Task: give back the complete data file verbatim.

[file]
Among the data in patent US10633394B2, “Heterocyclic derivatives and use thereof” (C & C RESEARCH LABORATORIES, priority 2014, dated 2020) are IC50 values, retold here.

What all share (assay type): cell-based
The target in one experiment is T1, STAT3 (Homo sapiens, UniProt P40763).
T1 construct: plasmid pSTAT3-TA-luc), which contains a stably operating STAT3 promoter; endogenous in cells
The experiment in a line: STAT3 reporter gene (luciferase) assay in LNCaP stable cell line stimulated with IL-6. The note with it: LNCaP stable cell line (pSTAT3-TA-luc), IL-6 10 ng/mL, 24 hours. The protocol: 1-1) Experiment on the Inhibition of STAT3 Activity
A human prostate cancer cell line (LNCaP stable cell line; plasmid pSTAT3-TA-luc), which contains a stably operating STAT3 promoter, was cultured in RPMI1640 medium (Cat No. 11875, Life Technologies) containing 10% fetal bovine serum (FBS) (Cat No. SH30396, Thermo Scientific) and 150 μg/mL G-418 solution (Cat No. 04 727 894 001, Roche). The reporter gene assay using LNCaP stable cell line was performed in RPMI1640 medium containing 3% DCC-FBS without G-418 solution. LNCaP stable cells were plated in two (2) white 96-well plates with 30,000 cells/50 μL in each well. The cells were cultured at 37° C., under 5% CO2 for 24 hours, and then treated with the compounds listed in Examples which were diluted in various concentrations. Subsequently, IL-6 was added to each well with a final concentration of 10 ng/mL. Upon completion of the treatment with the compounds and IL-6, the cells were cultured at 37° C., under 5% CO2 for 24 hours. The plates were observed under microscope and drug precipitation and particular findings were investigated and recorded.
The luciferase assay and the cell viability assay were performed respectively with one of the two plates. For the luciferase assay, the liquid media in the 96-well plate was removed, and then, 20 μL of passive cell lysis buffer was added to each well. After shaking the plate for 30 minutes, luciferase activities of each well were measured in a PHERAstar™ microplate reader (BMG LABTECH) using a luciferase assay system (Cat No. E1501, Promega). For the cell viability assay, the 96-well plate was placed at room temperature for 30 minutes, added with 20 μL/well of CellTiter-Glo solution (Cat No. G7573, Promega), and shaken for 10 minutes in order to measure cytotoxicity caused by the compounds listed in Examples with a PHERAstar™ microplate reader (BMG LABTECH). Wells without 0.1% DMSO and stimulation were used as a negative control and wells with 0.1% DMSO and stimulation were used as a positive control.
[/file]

Among the data in patent US10633394B2, “Heterocyclic derivatives and use thereof” (C & C RESEARCH LABORATORIES, priority 2014, dated 2020) are IC50 values, retold here.

What all share (assay type): cell-based
The target in one experiment is T1, STAT3 (Homo sapiens, UniProt P40763).
T1 construct: plasmid pSTAT3-TA-luc), which contains a stably operating STAT3 promoter; endogenous in cells
The experiment in a line: STAT3 reporter gene (luciferase) assay in LNCaP stable cell line stimulated with IL-6. The note with it: LNCaP stable cell line (pSTAT3-TA-luc), IL-6 10 ng/mL, 24 hours. The protocol: 1-1) Experiment on the Inhibition of STAT3 Activity
A human prostate cancer cell line (LNCaP stable cell line; plasmid pSTAT3-TA-luc), which contains a stably operating STAT3 promoter, was cultured in RPMI1640 medium (Cat No. 11875, Life Technologies) containing 10% fetal bovine serum (FBS) (Cat No. SH30396, Thermo Scientific) and 150 μg/mL G-418 solution (Cat No. 04 727 894 001, Roche). The reporter gene assay using LNCaP stable cell line was performed in RPMI1640 medium containing 3% DCC-FBS without G-418 solution. LNCaP stable cells were plated in two (2) white 96-well plates with 30,000 cells/50 μL in each well. The cells were cultured at 37° C., under 5% CO2 for 24 hours, and then treated with the compounds listed in Examples which were diluted in various concentrations. Subsequently, IL-6 was added to each well with a final concentration of 10 ng/mL. Upon completion of the treatment with the compounds and IL-6, the cells were cultured at 37° C., under 5% CO2 for 24 hours. The plates were observed under microscope and drug precipitation and particular findings were investigated and recorded.
The luciferase assay and the cell viability assay were performed respectively with one of the two plates. For the luciferase assay, the liquid media in the 96-well plate was removed, and then, 20 μL of passive cell lysis buffer was added to each well. After shaking the plate for 30 minutes, luciferase activities of each well were measured in a PHERAstar™ microplate reader (BMG LABTECH) using a luciferase assay system (Cat No. E1501, Promega). For the cell viability assay, the 96-well plate was placed at room temperature for 30 minutes, added with 20 μL/well of CellTiter-Glo solution (Cat No. G7573, Promega), and shaken for 10 minutes in order to measure cytotoxicity caused by the compounds listed in Examples with a PHERAstar™ microplate reader (BMG LABTECH). Wells without 0.1% DMSO and stimulation were used as a negative control and wells with 0.1% DMSO and stimulation were used as a positive control.